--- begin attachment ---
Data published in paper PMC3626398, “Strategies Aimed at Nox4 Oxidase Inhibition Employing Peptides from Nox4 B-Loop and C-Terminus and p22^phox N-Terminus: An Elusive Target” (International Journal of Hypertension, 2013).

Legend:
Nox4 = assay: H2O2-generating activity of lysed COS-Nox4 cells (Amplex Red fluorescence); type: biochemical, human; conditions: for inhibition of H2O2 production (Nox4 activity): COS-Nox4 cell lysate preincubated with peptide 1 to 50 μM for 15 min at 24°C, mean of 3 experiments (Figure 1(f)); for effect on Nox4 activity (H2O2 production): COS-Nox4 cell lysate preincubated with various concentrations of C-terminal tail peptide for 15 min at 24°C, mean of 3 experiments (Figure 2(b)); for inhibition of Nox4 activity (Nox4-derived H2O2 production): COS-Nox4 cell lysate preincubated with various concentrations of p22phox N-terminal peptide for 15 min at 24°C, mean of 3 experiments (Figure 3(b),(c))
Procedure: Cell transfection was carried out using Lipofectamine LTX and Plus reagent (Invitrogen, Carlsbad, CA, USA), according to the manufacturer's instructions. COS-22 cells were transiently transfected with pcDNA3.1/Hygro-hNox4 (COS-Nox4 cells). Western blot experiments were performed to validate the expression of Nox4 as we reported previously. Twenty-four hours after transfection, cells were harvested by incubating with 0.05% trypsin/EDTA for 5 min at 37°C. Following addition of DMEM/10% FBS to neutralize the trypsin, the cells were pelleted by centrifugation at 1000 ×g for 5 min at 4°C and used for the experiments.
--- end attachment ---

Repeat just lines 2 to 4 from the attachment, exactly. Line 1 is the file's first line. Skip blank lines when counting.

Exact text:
Legend:
Nox4 = assay: H2O2-generating activity of lysed COS-Nox4 cells (Amplex Red fluorescence); type: biochemical, human; conditions: for inhibition of H2O2 production (Nox4 activity): COS-Nox4 cell lysate preincubated with peptide 1 to 50 μM for 15 min at 24°C, mean of 3 experiments (Figure 1(f)); for effect on Nox4 activity (H2O2 production): COS-Nox4 cell lysate preincubated with various concentrations of C-terminal tail peptide for 15 min at 24°C, mean of 3 experiments (Figure 2(b)); for inhibition of Nox4 activity (Nox4-derived H2O2 production): COS-Nox4 cell lysate preincubated with various concentrations of p22phox N-terminal peptide for 15 min at 24°C, mean of 3 experiments (Figure 3(b),(c))
Procedure: Cell transfection was carried out using Lipofectamine LTX and Plus reagent (Invitrogen, Carlsbad, CA, USA), according to the manufacturer's instructions. COS-22 cells were transiently transfected with pcDNA3.1/Hygro-hNox4 (COS-Nox4 cells). Western blot experiments were performed to validate the expression of Nox4 as we reported previously. Twenty-four hours after transfection, cells were harvested by incubating with 0.05% trypsin/EDTA for 5 min at 37°C. Following addition of DMEM/10% FBS to neutralize the trypsin, the cells were pelleted by centrifugation at 1000 ×g for 5 min at 4°C and used for the experiments.